Author ORCID Identifier

Date of Award

Winter 2022

Document Type

Thesis (Master's)

Department or Program


First Advisor

Katherine A. Mirica


The long-term goal of this thesis is to design novel chemical protective garments that both shield and sense for chemical warfare agents. The overarching hypothesis of this work is that joining textiles with a chemically responsive temporary adhesive will reduce the permeability of and detect hazardous analytes across fabric boundaries. Work towards achieving this goal and testing this hypothesis is separated into two chapters. The first chapter reports the development of a self-immolative polymer, poly(phthalaldehyde), into a stimuli-responsive temporary adhesive. Developing poly(phthalaldehyde) as a robust adhesive that rapidly releases substrates would be a significant and novel contribution to the fields of self-immolative polymers and temporary adhesives. The second chapter investigates the serendipitous and unexpected observation of fluorescent emission from linear poly(phthalaldehyde) and explores the potential for using this polymer as a fluorescent sensor. Work in this chapter aims to answer the numerous questions that arose from this surprising observation about the structure-property relationships that enable fluorescence.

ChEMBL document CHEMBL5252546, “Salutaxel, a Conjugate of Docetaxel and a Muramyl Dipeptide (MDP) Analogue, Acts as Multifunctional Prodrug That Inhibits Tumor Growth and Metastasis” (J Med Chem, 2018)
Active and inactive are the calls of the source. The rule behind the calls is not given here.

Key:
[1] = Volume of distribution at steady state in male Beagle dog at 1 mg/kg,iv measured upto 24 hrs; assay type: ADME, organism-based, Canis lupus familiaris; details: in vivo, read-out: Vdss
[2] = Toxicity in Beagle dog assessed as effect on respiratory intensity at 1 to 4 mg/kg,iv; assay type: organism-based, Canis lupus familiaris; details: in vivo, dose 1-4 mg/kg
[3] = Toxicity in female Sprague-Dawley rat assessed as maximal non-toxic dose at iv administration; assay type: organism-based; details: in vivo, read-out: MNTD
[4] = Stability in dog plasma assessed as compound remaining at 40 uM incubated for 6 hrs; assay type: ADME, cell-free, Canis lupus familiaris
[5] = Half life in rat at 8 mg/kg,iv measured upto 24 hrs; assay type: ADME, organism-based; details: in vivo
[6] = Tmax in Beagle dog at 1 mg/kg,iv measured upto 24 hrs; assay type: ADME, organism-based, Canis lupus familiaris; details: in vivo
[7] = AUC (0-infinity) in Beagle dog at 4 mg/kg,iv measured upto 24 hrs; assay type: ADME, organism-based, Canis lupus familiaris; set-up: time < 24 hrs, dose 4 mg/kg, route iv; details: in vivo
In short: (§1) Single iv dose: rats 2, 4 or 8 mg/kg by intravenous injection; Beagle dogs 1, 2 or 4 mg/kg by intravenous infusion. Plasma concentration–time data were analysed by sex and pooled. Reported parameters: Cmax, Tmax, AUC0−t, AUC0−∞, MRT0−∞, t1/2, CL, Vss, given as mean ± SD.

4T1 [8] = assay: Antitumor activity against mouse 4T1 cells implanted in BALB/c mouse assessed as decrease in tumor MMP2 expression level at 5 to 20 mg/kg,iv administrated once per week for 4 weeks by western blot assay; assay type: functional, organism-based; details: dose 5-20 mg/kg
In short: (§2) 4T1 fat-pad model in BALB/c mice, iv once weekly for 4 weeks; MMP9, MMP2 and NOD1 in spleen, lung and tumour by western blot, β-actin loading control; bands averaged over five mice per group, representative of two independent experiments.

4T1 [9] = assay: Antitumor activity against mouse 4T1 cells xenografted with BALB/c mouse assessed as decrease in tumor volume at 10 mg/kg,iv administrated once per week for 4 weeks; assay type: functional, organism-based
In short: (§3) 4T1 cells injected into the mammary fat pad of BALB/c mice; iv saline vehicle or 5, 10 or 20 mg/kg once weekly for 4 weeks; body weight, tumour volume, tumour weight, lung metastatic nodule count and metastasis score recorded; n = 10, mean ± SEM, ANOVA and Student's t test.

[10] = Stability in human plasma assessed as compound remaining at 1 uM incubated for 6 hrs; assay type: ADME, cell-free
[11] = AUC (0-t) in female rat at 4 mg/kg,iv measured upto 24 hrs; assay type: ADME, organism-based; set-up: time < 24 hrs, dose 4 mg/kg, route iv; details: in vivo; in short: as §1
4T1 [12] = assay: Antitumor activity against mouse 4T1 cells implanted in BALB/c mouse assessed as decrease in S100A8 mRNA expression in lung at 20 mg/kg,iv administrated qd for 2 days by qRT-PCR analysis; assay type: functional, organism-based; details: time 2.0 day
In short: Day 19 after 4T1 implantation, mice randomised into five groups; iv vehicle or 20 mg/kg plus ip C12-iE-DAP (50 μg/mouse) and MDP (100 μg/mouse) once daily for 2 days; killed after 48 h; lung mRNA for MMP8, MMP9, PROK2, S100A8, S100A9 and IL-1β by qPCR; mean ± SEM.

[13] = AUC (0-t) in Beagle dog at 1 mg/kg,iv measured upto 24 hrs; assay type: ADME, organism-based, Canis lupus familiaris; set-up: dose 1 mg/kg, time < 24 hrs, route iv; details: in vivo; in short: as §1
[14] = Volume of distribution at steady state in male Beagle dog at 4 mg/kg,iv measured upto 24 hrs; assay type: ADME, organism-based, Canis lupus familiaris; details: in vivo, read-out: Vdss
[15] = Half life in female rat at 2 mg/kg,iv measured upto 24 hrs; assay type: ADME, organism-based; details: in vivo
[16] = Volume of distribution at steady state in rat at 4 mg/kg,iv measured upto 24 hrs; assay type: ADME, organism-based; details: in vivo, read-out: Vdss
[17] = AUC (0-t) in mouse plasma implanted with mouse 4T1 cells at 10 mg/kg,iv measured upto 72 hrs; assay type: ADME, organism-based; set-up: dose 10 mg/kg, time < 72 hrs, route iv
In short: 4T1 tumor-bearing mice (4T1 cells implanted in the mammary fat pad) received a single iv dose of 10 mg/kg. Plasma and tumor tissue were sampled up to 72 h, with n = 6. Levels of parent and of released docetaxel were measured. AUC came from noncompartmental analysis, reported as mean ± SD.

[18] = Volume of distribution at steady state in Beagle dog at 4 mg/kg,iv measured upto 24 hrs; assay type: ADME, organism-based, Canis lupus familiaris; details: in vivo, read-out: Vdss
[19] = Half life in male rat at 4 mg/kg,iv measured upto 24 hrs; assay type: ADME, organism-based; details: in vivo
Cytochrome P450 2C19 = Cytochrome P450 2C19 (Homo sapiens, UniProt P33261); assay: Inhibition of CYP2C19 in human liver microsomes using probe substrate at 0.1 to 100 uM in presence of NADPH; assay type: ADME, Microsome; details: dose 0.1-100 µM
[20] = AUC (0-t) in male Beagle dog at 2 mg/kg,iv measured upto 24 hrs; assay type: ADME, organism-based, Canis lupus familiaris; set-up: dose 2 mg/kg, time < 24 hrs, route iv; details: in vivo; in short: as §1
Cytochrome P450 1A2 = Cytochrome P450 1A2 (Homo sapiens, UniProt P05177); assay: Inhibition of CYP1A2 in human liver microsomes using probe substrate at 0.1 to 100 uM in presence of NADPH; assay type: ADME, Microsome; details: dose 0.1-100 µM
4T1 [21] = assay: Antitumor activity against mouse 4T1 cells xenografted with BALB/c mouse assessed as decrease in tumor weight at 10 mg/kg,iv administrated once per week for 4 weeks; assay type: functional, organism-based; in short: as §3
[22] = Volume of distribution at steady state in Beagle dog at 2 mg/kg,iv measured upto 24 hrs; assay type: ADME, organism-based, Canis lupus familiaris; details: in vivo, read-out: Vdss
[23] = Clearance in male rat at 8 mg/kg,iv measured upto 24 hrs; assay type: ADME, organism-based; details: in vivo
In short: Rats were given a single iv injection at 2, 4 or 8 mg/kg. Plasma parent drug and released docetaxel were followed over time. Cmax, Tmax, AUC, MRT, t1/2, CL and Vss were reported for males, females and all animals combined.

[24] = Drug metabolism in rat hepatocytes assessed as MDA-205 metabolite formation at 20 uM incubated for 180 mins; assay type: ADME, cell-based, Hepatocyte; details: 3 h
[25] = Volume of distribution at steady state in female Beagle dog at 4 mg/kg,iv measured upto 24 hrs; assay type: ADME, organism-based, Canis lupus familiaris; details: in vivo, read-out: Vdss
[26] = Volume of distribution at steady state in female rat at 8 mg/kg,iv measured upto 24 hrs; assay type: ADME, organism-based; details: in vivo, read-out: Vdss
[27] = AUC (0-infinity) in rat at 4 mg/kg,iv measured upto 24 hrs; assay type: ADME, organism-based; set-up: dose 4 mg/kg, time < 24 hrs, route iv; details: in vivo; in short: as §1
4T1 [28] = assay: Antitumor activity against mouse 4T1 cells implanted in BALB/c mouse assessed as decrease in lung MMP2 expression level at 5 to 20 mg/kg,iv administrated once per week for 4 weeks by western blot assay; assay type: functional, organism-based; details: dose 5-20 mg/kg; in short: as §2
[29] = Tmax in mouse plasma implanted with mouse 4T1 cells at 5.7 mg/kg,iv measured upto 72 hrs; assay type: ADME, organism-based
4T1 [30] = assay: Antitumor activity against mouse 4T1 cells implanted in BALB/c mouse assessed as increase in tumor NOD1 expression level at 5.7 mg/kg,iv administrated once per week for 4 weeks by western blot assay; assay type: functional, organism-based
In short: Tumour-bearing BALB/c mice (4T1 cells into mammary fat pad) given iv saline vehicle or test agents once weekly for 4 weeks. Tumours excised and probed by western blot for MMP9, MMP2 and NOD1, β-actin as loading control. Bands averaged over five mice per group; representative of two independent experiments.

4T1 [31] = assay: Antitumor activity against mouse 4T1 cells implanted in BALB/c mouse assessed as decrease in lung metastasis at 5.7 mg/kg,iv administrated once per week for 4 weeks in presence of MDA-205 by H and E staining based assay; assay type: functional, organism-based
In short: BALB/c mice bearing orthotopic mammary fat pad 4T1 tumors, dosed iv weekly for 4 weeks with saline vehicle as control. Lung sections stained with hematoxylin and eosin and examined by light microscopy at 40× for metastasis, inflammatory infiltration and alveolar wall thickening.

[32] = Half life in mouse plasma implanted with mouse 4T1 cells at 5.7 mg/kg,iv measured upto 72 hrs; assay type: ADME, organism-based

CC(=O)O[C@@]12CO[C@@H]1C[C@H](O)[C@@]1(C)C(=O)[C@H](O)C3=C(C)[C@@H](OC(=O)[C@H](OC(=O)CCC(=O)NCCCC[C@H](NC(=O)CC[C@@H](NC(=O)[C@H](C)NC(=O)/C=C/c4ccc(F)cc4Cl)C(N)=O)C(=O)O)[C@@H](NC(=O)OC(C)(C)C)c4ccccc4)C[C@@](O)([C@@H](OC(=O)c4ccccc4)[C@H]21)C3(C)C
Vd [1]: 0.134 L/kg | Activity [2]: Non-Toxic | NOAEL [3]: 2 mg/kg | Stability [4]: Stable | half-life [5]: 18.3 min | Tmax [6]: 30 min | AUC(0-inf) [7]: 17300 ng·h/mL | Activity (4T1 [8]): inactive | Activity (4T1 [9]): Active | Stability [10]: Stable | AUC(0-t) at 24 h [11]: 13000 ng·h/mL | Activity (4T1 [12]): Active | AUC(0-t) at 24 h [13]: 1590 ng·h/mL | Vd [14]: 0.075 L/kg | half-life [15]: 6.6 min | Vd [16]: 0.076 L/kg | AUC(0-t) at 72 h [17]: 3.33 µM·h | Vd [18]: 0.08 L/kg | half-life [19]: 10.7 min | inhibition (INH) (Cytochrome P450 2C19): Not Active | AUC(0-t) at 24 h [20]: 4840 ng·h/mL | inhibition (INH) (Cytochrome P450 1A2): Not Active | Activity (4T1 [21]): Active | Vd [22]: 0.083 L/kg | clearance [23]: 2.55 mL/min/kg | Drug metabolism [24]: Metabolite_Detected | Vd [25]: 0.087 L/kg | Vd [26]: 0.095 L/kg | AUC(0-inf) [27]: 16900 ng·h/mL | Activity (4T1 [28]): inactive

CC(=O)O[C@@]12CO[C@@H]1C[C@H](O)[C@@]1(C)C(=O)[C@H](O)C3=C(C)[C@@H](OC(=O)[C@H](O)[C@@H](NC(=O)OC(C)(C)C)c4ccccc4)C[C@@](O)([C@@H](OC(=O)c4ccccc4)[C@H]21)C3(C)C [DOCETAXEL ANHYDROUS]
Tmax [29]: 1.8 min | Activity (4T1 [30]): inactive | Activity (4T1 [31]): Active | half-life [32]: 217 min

Available for download on Saturday, November 16, 2024